I did a bunch of research and found that not many people were in my situation, so I had to piece together the bigger picture for myself, often from forum threads with industry people in them.

So what’s the solution?
The solution is to make a smaller lower quality copy of the footage on your laptop hard drive, and edit with that, swapping back to the high quality footage when you’re at home and ready to do the colour work and export.

Doing this means that you need far less disk space, the editing is responsive and doesn’t drain the battery in 30 minutes.

Stage One: Project setup

  1. Open Resolve, create a new project.
  2. Import the footage from your external hard drives into your project. I’d suggest just taking all the footage you think you’ll need at this point. Put this footage into a folder called something like “Original footage” or “High quality” etc.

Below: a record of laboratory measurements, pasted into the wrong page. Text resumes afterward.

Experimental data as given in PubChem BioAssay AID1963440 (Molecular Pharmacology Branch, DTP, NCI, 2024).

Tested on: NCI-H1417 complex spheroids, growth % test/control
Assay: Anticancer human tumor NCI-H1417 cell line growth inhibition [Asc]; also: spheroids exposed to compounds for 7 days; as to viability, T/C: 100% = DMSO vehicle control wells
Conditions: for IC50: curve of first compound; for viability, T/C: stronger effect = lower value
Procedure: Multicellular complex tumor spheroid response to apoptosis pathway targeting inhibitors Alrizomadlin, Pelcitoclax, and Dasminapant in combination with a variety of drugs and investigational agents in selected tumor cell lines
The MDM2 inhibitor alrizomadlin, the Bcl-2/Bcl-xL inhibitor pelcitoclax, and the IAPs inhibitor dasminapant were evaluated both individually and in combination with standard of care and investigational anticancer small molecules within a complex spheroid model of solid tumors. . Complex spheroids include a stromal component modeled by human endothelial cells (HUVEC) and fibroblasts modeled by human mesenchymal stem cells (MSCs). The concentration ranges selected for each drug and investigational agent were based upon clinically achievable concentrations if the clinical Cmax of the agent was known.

Stage Two: Creating low-quality clips

  1. Highlight all your source clips in the Media tab
  2. Go to File -> Media Management
  3. In the “Clips” section, go to the “Transcode” tab
  4. Select the options you want.
    The Media Destination should be on your laptops hard drive.
    My reading suggested that you want to use DNxHD or Cineform if you’re on Windows, or ProRes 422 Proxy if you’re on a Mac. 
    For 4K footage I’d suggest either using “1920 x 1080 HD”, or using “1280 x 720 HD 720P”. I find 720P to be adequate quality for editing. I suggest leaving the Audio settings on the default Linear PCM.
  5. Hit Start, and come back quite a lot of time later.

Stage Three: Importing the proxy clips into the project

  1. Create a new folder and call it something like “Proxy” or “Low quality” etc.